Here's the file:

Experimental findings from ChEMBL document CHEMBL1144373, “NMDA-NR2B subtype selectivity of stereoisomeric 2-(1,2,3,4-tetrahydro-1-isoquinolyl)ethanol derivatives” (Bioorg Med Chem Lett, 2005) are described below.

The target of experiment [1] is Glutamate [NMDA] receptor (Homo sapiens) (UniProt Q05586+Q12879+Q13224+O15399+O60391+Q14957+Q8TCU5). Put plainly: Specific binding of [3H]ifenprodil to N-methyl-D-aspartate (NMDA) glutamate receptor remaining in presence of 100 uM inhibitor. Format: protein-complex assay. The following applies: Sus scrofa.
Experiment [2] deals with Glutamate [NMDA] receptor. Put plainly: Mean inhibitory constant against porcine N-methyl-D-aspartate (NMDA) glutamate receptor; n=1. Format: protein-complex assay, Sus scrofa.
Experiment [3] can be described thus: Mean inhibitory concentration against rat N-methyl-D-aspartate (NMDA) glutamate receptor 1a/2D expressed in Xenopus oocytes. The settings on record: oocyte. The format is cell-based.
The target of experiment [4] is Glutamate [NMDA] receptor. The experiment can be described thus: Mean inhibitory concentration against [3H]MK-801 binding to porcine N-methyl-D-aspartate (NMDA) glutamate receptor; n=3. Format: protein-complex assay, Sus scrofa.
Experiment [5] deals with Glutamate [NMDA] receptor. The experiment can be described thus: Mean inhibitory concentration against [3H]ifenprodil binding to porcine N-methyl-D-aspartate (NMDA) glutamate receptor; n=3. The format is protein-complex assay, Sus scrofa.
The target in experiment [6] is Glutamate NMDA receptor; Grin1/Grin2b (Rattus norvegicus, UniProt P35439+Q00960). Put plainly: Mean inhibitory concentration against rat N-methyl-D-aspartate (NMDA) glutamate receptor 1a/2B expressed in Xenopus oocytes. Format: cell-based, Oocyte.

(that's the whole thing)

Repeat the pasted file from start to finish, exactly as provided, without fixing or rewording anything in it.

Experimental findings from ChEMBL document CHEMBL1144373, “NMDA-NR2B subtype selectivity of stereoisomeric 2-(1,2,3,4-tetrahydro-1-isoquinolyl)ethanol derivatives” (Bioorg Med Chem Lett, 2005) are described below.

The target of experiment [1] is Glutamate [NMDA] receptor (Homo sapiens) (UniProt Q05586+Q12879+Q13224+O15399+O60391+Q14957+Q8TCU5). Put plainly: Specific binding of [3H]ifenprodil to N-methyl-D-aspartate (NMDA) glutamate receptor remaining in presence of 100 uM inhibitor. Format: protein-complex assay. The following applies: Sus scrofa.
Experiment [2] deals with Glutamate [NMDA] receptor. Put plainly: Mean inhibitory constant against porcine N-methyl-D-aspartate (NMDA) glutamate receptor; n=1. Format: protein-complex assay, Sus scrofa.
Experiment [3] can be described thus: Mean inhibitory concentration against rat N-methyl-D-aspartate (NMDA) glutamate receptor 1a/2D expressed in Xenopus oocytes. The settings on record: oocyte. The format is cell-based.
The target of experiment [4] is Glutamate [NMDA] receptor. The experiment can be described thus: Mean inhibitory concentration against [3H]MK-801 binding to porcine N-methyl-D-aspartate (NMDA) glutamate receptor; n=3. Format: protein-complex assay, Sus scrofa.
Experiment [5] deals with Glutamate [NMDA] receptor. The experiment can be described thus: Mean inhibitory concentration against [3H]ifenprodil binding to porcine N-methyl-D-aspartate (NMDA) glutamate receptor; n=3. The format is protein-complex assay, Sus scrofa.
The target in experiment [6] is Glutamate NMDA receptor; Grin1/Grin2b (Rattus norvegicus, UniProt P35439+Q00960). Put plainly: Mean inhibitory concentration against rat N-methyl-D-aspartate (NMDA) glutamate receptor 1a/2B expressed in Xenopus oocytes. Format: cell-based, Oocyte.